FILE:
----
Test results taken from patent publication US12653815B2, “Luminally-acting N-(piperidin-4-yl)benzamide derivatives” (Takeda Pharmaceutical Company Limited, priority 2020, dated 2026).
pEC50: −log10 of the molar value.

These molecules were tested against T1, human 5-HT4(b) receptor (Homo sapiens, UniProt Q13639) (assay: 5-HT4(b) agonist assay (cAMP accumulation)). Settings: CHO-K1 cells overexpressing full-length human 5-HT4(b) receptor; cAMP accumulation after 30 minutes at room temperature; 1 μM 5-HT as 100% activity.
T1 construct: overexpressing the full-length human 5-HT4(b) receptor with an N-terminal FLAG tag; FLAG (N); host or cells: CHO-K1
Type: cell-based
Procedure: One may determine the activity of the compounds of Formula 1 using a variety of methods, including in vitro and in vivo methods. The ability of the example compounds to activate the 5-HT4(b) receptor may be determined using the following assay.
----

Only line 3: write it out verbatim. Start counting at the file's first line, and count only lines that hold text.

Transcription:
These molecules were tested against T1, human 5-HT4(b) receptor (Homo sapiens, UniProt Q13639) (assay: 5-HT4(b) agonist assay (cAMP accumulation)). Settings: CHO-K1 cells overexpressing full-length human 5-HT4(b) receptor; cAMP accumulation after 30 minutes at room temperature; 1 μM 5-HT as 100% activity.